My Trip to Italy

I’m back! Actually, I’ve been back for a few days, but jetlag is real. It wasn’t as bad for me coming home as it was going there, but it still smacked me down a bit. Fortunately I suspected that would be the case and left myself a cushion to readjust…except for the doctor and dentist appointments I foolishly made for myself for the beginning of this week. But that’s all under the bridge, and I’m ready to dive back into my craft room. First though, I’d like to share a little of my trip with you!

We left home on April 24th and took a series of LONG flights to Italy. In our airport here in Portland you leave the secured area, and can greet whoever is picking you up, before you pick up your luggage. In Naples, we had to wait for our luggage first. Which nearly drove me crazy, and my husband kept saying “Just go hug your boy. I’ll get the bags.” I finally took him up on it. A year is too long to wait for a hug from your kid.

Our son lives in a small town just inland from Gaeta, where he works, and he drove down to Naples to pick us up. The first thing I learned about Italy is that the driving situation is insane. A one lane road is turned to three, cars will pass each other with traffic in the oncoming lane, and it feels like everyone’s bumpers are touching because they drive so close together. Fortunately, the cars are tiny. If I lived there I would have to take public transportation everywhere!

The first place we spent some time was Gaeta. Apparently it’s not a big tourist area for people from outside the country, but it is for Italians. The weather was good, and being from Oregon anything over about 65 degrees is shorts and tanks weather. We were the ONLY ones. Everyone else was wearing muted colors, heavy coats and boots. Me and my white, flowery, sleeveless top and my pasty white arms stuck out like a sore thumb.

Of course one of the first things we did was sample some gelato and cappuccino. It’s probably good I don’t live there, or that’s what I would have every day.

In the afternoon, we stopped at an outdoor bar for drinks. We were sitting at a little table, when suddenly car after car started pulling up, filled with people clearly dressed for a wedding, including the bride and groom themselves. The bar was ready for them with champagne and snacks. We just sat at our little table while an entire wedding reception was happening around us!

There’s a castle next door to my son’s apartment building (!), so we spent part of a day exploring that. We were on our way to figure out how to get in, when an Italian man that works with my son happened to drive by. We asked him where to enter, so he hopped out of his car and gave us a mini tour. He grew up in the area, and talked about playing hide and seek in the castle as a kid.

Tucker had to work during much of our visit, but he was able to get about a week off, so we planned a trip. We decided to take the train, which made for a much more relaxing trek than I think driving would have been. Our first stop was Rome, where we stayed for a couple of days.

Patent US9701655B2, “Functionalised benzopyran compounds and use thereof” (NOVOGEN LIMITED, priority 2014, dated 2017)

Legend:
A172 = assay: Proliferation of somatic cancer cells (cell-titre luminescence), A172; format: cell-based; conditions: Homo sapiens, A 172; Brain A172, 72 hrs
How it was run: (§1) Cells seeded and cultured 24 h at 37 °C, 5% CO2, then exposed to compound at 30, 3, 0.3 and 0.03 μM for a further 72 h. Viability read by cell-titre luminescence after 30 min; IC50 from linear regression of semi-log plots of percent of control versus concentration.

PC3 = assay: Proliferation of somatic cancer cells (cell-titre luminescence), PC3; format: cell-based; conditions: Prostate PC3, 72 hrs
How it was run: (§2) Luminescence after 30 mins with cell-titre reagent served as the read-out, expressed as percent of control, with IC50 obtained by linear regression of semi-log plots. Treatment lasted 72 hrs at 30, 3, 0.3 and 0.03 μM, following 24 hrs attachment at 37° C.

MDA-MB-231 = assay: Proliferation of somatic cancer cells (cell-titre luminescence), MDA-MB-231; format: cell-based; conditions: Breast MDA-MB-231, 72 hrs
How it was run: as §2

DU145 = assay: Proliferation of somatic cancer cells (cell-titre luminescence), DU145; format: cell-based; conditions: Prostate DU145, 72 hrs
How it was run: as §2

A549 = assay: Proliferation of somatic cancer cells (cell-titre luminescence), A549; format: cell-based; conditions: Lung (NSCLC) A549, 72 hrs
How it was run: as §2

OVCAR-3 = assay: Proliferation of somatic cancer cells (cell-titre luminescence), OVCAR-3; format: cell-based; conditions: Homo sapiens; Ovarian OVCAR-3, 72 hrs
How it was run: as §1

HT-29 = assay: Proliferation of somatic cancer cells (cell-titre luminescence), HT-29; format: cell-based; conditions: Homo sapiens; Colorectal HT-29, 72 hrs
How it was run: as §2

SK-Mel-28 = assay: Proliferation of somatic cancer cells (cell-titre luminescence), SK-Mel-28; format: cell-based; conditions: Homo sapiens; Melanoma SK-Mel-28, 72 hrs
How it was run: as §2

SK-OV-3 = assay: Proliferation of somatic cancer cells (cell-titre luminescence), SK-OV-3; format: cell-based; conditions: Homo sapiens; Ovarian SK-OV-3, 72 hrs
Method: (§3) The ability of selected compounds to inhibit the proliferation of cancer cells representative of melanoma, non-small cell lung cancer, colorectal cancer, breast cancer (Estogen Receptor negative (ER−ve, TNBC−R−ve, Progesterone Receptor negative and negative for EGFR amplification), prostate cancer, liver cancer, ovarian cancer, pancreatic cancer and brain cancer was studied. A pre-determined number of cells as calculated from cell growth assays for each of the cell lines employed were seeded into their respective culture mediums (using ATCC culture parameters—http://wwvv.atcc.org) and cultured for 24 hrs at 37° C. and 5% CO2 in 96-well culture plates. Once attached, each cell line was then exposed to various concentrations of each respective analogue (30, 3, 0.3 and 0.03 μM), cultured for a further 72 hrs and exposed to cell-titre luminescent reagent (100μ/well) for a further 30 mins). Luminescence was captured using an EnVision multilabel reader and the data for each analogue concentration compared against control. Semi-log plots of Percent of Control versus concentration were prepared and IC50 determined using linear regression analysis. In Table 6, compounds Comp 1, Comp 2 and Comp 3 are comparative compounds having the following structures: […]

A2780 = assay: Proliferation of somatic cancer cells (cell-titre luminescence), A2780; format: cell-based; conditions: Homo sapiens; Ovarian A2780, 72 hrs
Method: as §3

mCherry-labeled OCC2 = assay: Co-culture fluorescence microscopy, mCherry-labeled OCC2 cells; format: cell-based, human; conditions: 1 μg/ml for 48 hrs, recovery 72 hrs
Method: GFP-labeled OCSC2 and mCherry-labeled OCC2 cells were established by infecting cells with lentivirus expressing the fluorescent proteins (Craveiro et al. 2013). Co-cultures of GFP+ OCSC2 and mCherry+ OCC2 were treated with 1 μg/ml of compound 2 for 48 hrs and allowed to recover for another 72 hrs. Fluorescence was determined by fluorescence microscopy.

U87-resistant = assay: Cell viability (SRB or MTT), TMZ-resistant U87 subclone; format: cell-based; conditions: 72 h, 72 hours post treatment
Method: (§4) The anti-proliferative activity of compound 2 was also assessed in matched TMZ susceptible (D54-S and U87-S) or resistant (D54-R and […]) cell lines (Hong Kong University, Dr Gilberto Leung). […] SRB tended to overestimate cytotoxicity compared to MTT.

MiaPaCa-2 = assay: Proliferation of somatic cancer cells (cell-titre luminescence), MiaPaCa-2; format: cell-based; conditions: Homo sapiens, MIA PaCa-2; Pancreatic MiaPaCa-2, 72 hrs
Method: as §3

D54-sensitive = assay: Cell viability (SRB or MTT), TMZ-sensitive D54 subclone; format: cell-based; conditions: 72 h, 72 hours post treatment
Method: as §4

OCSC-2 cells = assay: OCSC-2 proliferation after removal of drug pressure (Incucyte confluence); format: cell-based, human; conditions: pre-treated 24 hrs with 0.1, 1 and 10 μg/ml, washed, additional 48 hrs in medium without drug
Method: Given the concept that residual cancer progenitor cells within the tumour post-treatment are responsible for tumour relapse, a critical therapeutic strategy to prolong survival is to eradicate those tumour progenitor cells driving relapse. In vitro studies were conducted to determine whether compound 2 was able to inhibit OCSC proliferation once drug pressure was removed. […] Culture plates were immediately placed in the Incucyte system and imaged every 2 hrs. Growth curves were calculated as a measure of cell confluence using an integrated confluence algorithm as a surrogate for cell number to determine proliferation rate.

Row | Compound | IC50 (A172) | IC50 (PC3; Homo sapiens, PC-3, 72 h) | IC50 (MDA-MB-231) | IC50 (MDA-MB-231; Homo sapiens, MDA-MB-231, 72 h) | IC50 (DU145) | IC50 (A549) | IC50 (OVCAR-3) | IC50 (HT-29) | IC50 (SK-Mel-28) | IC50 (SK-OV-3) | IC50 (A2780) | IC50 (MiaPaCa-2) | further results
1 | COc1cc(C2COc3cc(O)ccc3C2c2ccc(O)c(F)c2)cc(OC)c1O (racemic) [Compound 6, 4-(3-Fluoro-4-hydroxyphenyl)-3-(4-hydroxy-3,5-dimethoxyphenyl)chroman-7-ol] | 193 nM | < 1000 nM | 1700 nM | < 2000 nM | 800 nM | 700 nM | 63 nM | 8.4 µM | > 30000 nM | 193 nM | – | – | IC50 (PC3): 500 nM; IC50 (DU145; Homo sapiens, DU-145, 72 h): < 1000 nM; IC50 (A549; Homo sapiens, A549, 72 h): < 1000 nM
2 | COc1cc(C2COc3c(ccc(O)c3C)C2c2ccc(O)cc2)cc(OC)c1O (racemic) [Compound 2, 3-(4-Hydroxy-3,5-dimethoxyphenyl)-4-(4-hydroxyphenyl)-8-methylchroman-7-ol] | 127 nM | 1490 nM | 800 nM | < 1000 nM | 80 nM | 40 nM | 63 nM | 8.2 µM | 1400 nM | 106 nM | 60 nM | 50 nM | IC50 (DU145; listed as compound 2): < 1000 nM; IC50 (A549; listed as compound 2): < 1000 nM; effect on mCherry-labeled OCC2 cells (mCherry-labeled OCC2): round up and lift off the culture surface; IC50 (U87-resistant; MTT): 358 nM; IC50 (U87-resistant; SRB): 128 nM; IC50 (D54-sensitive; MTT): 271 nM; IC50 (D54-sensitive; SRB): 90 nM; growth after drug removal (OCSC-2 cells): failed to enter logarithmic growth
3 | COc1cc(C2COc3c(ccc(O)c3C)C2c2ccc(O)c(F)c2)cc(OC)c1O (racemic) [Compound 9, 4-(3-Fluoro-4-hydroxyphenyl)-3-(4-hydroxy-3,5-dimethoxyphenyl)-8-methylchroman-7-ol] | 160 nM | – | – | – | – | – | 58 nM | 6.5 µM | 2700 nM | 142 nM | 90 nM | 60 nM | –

We visited most of the things you’d expect in Rome, like the Forum, the Coliseum, Trevi Fountain, etc. Being from the United States, and specifically the West coast, we just don’t have buildings anywhere near as old as almost everything there. It was surreal to me to be walking down the street and realize you’re walking by something that’s been there for thousands of years.

In addition to all the sites, you can find a café and gelato shop on nearly every corner. That wasn’t completely surprising, but what was is the number of Irish pubs. Who would have guessed?

When we left Rome we stopped in Pisa, long enough to see the Leaning Tower. I wish I would have taken a photo of all the tourists there, with about 75% of them taking the “Hey look, I’m holding up the tower with one hand” pic.

From Pisa, we continued on to a town called La Spezia. We had an airbnb there for a couple of nights so we could visit an area called Cinque Terre.  You know those photos you see of Italy with the colorful buildings climbing up a steep hillside? That’s Cinque Terre.

We took the train between each of the five villages, and each one had its own personality. They all sit on the side of a hill, so there is a lot of walking and climbing stairs. I think I understand how the Italians can eat so much pasta, gelato and bread and still be thin and fit.

 The views were absolutely amazing everywhere you looked. You can look to the hillside with all the colorful buildings, grapevines and lemon trees with the biggest lemons I’ve ever seen.

Then you can turn around and see an expansive view of the ocean. Beautiful in every direction.

We stayed in La Spezia because we’d heard it was easier than trying to find lodging in Cinque Terre, but it turned out to be a fun place to spend time also. Our airbnb was across the street from a music conservatory, so we were treated to amazing music most of the time we were there. We also visited an Italian Navy Museum and walking through the shopping and along the waterfront.

After our travels, we returned to our son’s apartment where we celebrated my birthday and Mother’s Day. He had to go back to work, but my husband and I were still able to have some mini adventures, like figuring out how to shop in an Italian grocery store, visit our favorite café for our daily cappuccino and try to decide exactly which shop had the best gelato.

On Tucker’s last day off before we left, he drove us up into the hills to a monastery. You could see all the way past Gaeta to the ocean. It was a perfect way to top off our trip.

We had an amazing time, not only visiting the tourist areas, but getting the opportunity to really experience living in Italy, if only for a short time. We were there for about four days when we decided we are definitely going back next spring!